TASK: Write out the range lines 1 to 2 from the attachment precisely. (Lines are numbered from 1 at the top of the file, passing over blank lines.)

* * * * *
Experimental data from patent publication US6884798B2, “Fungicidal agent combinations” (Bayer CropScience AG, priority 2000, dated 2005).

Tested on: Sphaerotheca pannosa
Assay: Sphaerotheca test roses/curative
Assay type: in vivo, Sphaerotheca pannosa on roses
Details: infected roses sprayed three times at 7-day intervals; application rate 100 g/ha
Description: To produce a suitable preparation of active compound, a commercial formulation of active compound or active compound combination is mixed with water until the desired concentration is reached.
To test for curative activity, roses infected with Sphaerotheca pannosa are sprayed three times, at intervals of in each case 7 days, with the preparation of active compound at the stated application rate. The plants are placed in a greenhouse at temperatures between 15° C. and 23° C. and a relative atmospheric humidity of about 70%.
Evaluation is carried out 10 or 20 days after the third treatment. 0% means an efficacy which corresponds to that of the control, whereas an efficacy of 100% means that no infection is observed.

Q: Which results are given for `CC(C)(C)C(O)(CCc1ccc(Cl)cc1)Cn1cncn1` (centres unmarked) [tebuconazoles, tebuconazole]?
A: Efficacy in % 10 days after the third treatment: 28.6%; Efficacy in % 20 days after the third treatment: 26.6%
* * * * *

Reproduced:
Experimental data from patent publication US6884798B2, “Fungicidal agent combinations” (Bayer CropScience AG, priority 2000, dated 2005).

Tested on: Sphaerotheca pannosa